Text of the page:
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The ideal starter series for those into Greek mythology: ‘Blood of Zeus’ review

As a lifelong fan of animated storytelling, whether it be Japanese anime or Pixar-style animation, Blood of Zeus caught my eye. Produced by the Netflix anime department, Blood of Zeus is a beautiful series which truly dives into the lore of Greek mythology. Throughout the 2000s we saw the popularisation of Greek mythology in Western media with the likes of Troy (2004) and the Percy Jackson series. This sudden craving for Greek mythology may have stemmed from Disney’s 1997 Hercules movie, which honestly did quite a bad job with the depiction of the Olympian Gods. This 2020 animation, however, is a breath of fresh air for those well-versed in Greek mythology.

The creators Charley and Vlas Parlapanides were passionate in their research. It’s clear even in the first episode that the thought that went into the lore of the series was extensive. When basing a series off an existing culture or historical era, it can be incredibly tough to account for all aspects. Although I am not of Greek descent, as an ancient history student I was rather pleased. The effort that the Parlapanides’ put into the show really pays off – from the first episode I managed to distinctively identify the location, and perhaps time period in which the show was set, all based on the background objects like Amphoras (wine storage jugs). 

I personally found it refreshing to see diversity represented in the show, as it is important for viewers now but also fundamental for understanding ancient culture

Not only was the general setting of the animation reasonably accurate, the appearances of the characters were too. It’s often assumed that the ancient Greeks were fair-skinned and blonde, but due to the mixing of ethnicities from all over the Mediterranean it’s more likely that their appearances would be insanely diverse. The main character, Heron, looks like a figure taken straight from a classical statue; his curls, deep brown eyes and light brown skin were animated perfectly to get the ancient look. I personally found it refreshing to see diversity represented in the show, as it is important for viewers now but also fundamental for understanding ancient culture. 

I love vivid and exciting stories, which is why animation is possibly my favourite medium for storytelling. The colour palette in Blood of Zeus is extraordinary, it ranges from deep blues and reds to bright purples and yellows when depicting Olympus. The animation is different to anything Netflix has ever produced before, the use of colour is phenomenal. Characters are often associated with particular colours, Hera with purple and the Amazon Alexia with red. I find that that the use of colour in a thematic sense is just as important as musical themes, which the show also does brilliantly. The soundtrack provides a sense of glory, which fits perfectly in the adventure-fantasy genre of the series.

Perhaps the most appealing aspect of Blood of Zeus are the characters. Our hero, Heron, has a standard adventure story – he was once a normal boy then his circumstances changed. This trope is executed well in the series; nothing is unfairly handed to him and we witness a steady development in his character and abilities throughout the eight episodes. One surprising character was the Amazonian warrior Alexia. It was unexpected to see the average Amazonian in this context because they are usually overlooked or reduced to Wonder Woman. Her character, along with a few other side characters, bring more context to the world making it feel more lived in. The main villain of the series, Seraphim, has an interesting backstory which is tragic but not too played out, and he is unusually layered for a villain.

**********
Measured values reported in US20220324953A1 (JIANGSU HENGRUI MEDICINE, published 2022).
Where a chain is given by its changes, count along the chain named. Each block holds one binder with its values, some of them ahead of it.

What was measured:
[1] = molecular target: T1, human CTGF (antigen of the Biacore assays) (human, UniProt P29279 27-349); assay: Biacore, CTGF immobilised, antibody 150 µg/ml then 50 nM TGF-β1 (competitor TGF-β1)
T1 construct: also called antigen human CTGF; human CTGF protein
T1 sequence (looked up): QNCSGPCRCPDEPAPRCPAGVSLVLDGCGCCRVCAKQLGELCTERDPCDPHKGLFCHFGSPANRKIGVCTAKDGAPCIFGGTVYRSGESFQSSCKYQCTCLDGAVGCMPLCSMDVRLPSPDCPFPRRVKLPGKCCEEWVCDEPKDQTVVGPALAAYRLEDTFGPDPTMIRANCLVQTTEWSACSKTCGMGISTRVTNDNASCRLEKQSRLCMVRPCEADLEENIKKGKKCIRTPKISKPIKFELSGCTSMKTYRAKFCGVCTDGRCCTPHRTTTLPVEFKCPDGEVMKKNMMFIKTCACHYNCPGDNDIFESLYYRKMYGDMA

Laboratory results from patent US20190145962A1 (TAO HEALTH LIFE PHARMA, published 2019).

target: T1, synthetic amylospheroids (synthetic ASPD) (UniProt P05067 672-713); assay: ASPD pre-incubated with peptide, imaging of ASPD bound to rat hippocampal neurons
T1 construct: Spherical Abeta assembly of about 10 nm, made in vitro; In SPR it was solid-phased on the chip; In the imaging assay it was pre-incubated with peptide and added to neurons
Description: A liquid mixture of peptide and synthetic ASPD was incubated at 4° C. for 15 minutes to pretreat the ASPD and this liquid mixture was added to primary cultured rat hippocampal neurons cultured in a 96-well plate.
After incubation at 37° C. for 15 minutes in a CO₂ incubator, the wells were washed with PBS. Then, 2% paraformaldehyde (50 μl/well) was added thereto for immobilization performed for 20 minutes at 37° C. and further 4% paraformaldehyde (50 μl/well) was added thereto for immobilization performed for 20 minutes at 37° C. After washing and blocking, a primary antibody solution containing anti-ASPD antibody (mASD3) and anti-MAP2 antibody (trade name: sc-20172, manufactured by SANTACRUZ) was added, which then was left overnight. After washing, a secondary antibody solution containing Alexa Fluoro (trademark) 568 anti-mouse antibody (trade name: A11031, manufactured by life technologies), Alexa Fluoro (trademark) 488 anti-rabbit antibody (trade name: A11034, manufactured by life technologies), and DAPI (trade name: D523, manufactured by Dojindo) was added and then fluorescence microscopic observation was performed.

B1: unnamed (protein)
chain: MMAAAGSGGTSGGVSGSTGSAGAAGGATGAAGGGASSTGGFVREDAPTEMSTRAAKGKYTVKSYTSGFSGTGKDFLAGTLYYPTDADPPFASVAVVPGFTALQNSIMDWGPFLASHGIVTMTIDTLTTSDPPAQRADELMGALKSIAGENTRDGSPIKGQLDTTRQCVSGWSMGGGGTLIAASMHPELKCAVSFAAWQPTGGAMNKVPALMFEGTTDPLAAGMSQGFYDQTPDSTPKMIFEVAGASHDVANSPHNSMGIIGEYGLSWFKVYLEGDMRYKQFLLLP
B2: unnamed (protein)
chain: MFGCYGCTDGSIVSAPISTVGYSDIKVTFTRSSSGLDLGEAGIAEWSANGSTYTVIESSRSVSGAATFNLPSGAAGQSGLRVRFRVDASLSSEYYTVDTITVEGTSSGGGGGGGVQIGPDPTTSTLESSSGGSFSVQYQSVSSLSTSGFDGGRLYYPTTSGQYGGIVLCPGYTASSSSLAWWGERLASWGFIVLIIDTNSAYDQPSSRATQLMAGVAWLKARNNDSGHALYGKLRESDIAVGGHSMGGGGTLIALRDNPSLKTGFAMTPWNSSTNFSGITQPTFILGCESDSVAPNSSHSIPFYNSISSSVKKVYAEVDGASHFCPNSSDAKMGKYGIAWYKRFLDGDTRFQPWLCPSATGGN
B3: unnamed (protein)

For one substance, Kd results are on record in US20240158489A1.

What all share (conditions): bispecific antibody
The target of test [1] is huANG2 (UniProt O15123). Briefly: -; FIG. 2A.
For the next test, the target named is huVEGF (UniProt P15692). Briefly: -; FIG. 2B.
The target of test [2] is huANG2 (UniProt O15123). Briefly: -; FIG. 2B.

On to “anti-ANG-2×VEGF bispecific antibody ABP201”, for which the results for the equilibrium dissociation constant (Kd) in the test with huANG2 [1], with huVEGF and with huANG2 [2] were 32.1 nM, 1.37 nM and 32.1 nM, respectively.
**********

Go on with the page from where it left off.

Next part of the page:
I enjoy the creators’ interpretations on certain Gods too, their depiction of Apollo was unique but was distinctly him – it should also be applauded that they acknowledge the God’s sexuality rather than hide it

Typically, the Olympian Gods are portrayed in a stereotypical fashion with Zeus being omnibenevolent and helpful while Hades is deemed a monster. Though Hades makes only small appearances in the series so far, the portrayal of the rest of the Gods is fantastic. I enjoy the creators’ interpretations on certain Gods too, their depiction of Apollo was unique but was distinctly him – it should also be applauded that they acknowledge the God’s sexuality rather than hide it. The most cherished depictions, however, were Hera and Zeus. Throughout my time consuming media on Greek mythology, I have never seen a better on-screen version of these two figures. Zeus’ toxicity is highlighted alongside his attributes, giving him nuance and allowing us to sympathise with his decisions. Hera was magnificent. I always felt as though she was overshadowed by the likes of Athena or Aphrodite, but we see her in true fashion to the mythology.

Blood of Zeus is a great starter series for those interested in Greek mythology. It’s light-hearted but also layered and intricate in both its stories and characters.

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